* "When the company were retired, we happened to be talking of Dr. Barnard, the provost of Eton, who died about that time; and after a long and just eulogium on his wit, his learning, and goodness of heart-' He was the only man, too,' says Mr. Johnson, quite seriously, 'that did justice to my good breeding; and you may observe that I am well-bred to a degree of needless scrupulosity. No man,' continued he, not observing the amazement of his hearers, no man is so cautious not to interrupt another; no man thinks it so necessary to appear attentive when others are speaking; no man so steadily refuses preference to himself, or so willingly bestows it on another, as I do; nobody holds so strongly as I do the necessity of ceremony, and the ill effects which follow the breach of it: yet people think me rude; but Barnard did me justice.' "-Anecdotes. "I think myself a very polite man."

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Boswell. 1778.

Johnson. "It is true, you have, but you have borne it like an angel, and you have been the better for it." As the discussion proceeds, he accuses her of often provoking him to say severe things by unreasonable commendation; a common mode of acquiring a character for amiability at the expense of one's intimates, who are made to appear uncharitable by being thus constantly placed on the depreciating side.

Some years prior to this period (1778) Mrs. Thrale's mind and character had undergone a succession of the most trying ordeals, and was tempered and improved, without being hardened, by them. In allusion to what she suffered in child-bearing, she said later in life that she had nine times undergone the sentence of a convict, confinement with hard labour. Child after child died at the age when the bereavement is most affecting to a mother. Her husband's health kept her in a constant state of apprehension for his life, and his affairs became embarrassed to the very verge of bankruptcy. So long as they remained prosperous, he insisted on her not meddling with them in any way, and even required her to keep to her drawing-room and leave the conduct of their domestic establishment to the butler and housekeeper. But when (from circumstances detailed in the "Autobiography") his fortune was seriously endangered, he wisely and gladly availed himself of her prudence and energy, and was saved by so doing. I have now before me a collection of autograph letters from her to Mr. Perkins, then manager and afterwards one of the proprietors of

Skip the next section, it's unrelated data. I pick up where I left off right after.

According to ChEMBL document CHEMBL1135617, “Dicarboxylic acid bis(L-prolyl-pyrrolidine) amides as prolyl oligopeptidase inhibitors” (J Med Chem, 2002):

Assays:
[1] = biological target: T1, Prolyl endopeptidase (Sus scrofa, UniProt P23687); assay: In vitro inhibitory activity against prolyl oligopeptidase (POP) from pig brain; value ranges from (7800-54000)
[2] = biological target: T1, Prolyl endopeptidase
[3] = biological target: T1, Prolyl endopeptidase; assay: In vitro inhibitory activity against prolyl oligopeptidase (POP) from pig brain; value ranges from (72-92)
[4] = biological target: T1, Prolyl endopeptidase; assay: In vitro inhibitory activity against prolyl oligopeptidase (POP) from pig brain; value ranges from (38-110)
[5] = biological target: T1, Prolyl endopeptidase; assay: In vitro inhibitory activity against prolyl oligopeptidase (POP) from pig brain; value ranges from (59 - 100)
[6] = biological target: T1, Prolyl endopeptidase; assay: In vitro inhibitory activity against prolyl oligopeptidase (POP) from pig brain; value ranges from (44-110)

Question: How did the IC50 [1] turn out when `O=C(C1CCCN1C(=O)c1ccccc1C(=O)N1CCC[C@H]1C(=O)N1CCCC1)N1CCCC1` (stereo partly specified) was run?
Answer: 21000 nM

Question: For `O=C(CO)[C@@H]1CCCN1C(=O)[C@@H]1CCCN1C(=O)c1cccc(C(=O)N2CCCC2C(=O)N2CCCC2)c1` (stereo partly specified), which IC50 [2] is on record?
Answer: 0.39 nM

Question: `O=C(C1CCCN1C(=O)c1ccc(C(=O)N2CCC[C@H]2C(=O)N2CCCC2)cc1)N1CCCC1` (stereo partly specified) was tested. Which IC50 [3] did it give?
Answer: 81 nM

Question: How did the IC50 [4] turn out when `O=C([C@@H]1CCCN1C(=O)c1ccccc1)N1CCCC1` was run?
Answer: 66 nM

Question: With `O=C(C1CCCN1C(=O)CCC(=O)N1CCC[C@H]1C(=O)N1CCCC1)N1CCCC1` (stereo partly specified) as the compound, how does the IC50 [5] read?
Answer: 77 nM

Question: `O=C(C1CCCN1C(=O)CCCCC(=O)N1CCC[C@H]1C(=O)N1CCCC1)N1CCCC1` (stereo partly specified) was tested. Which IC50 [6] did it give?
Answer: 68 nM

the brewery, from which it appears that she paid the most minute attention to the business, besides undertaking the superintendence of her own hereditary estate in Wales. On September 28, 1773, she writes to Mr. Perkins, who was on a commercial journey:

"Mr. Thrale is still upon his little tour; I opened a letter from you at the counting-house this morning, and am sorry to find you have so much trouble with Grant and his affairs. How glad I shall be to hear that matter is settled at all to your satisfaction. His letter and remittance came while I was there to-day. Careless, of the Blue Posts,' has turned refractory, and applied to Hoare's people, who have sent him in their beer. I called on him to-day, however, and by dint of an unwearied solicitation, (for I kept him at the coach side a full half-hour) I got his order for six butts more as the final trial.”

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Examples of fine ladies pressing tradesmen for their votes with compromising importunity are far from rare, but it would be difficult to find a parallel for Johnson's Hetty doing duty as a commercial traveller. She was simultaneously obliged to anticipate the electioneering exploits of the Duchess of Devonshire and Mrs. Crewe; and in after life, having occasion to pass through Southwark, she expresses her astonishment at no longer recognising a place, every hole and corner of which she had three times visited as a canvasser.

After the death of Mr. Thrale, a friend of Mr. H. Thornton canvassed the borough on behalf of that gentleman. He waited on Mrs. Thrale, who promised her